“That’s just about the truth.” Chef attempted a smile but failed. Instead, he tried to smile with the eye that wasn’t swollen shut. He imagined he failed at that, too.
“Damn, that looks like it hurts.”
“Look, buddy,” Liam joined the conversation, trying to bring attention away. “Just get us out of here. I don’t know, let’s hit the Denny’s on thirtieth and Sycamore.” When he saw Chef’s scowl, he put on his most innocent smile. “What? If I were him, I’d take your car and skip town. He is long gone. Besides, I’ll bet you’re pretty hungry, as it is.”
Chef’s stomach growled loud enough for Liam, who flashed him a knowing smile, to hear.
Liam pulled the phone out of his pocket and swiped the screen. “I’ll even drop a text to Liz and Skip, have them meet us – oh shit.”
“What,” the driver asked, looking again in the rearview mirror.
“Liz texted me. Someone is at Skip’s house raising hell.”
“Hey, Greg,” Chef said. “Are you a good driver?”
The car still in motion, Greg turned around in his seat to give Chef a big-toothed smile. “Always wanted to be a racecar driver, ‘stead of this.”
“I’ll give you five thousand dollars if you can get us to Coolfire Street in the next fifteen minutes.”
“What? Are you crazy?”
“Clock’s ticking, Greg.”
“Chef, I know this is an emergency, but this is no time to panic.”
“This is a perfect time to panic!”
“You’ve got yourself a God-damned deal. Buckle up, you two; some shit’s about to go down.” There was an audible thunk as the gas pedal hit the floor. The engine roared and the taxi lurched forward.
“Greg, stop the car! Dammit, Chef, you’re going to bring every cop in the Tri-City area down on us!”
Greg let out a whoop, swerving around a car while blowing through a red light. He rolled down the windows. “Get some,” he shouted.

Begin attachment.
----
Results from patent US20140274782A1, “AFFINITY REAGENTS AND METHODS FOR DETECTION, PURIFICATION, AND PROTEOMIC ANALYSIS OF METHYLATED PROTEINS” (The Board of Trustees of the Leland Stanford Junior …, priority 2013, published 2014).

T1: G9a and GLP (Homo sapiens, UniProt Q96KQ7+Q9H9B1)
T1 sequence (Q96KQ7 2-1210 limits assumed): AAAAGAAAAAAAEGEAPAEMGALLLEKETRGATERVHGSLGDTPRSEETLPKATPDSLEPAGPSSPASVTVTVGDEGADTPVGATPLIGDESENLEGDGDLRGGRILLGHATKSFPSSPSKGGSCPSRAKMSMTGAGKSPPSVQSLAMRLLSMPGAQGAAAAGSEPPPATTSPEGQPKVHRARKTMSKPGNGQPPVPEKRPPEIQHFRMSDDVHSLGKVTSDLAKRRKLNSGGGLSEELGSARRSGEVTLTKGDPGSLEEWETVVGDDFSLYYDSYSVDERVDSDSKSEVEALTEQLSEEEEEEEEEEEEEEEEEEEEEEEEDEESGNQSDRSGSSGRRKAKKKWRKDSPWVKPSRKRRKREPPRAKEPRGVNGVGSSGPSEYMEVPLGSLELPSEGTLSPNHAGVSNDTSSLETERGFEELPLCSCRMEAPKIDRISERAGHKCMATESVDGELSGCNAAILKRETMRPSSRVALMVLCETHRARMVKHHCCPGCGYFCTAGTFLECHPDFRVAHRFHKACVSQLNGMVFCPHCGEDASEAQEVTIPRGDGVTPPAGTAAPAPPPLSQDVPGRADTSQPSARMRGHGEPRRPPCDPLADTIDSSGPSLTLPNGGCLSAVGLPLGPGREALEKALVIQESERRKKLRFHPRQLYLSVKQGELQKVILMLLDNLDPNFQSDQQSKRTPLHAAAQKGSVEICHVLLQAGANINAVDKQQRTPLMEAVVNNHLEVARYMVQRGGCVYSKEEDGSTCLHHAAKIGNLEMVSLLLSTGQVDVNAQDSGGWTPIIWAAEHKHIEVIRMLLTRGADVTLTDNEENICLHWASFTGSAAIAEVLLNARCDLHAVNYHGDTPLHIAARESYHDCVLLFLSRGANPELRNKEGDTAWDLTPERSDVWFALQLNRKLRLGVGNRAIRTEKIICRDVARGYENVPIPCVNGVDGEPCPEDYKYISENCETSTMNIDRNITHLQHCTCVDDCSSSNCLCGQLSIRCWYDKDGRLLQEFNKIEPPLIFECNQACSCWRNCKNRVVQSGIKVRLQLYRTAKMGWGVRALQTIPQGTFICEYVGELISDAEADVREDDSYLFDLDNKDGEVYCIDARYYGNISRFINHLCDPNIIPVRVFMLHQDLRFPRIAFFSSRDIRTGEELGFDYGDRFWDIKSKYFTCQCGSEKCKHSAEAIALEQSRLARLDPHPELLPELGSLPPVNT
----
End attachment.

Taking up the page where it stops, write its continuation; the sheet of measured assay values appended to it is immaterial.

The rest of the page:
Chef half-smiled at Liam. “Just think about that for a minute.”
“I have! Do you have any idea – Oh.”
“There you go.” He tried to pat Liam on the shoulder, but his body was stiffening from the strain.
Liam laughed, rolled down his window, then stuck his head out the window and bellowed to pedestrians on the street until he was out of breath. The wind had ruffled his hair but, for the first time since college, he didn’t seem to care. “You are a special kind of bastard. Greg?”
“I’ll double it, if we can get there in ten minutes.”
“Man, I knew you spoke my language. You’ll bail my ass out if I get arrested, right?”
“I’ll defend you myself.”
“Let’s do this.” Greg’s grip on the wheel tightened, his knuckles turned white and the taxi sped up.
Cars whizzed by, as if stopped – and some were stopped at intersections, diligently following the law. With gentle corrections, Greg weaved in and out of traffic. Some cars passed close enough for Chef to reach out and touch. Instead of touching the quickly passing traffic, though, he found something in the car to grab and held on as his body was thrown back and forth with the motion of the cab.
“I see him.”
A red light was ahead, with a semi-truck slowly accelerating through it, toward the left.
“We’re not going to – ”
“Yes we will.”
The taxi aimed straight for the middle of the truck, gently correcting to the front.
“Shut up, shut up!”
Chef squeezed his eyes shut. He readied himself, for the second time that day, to die.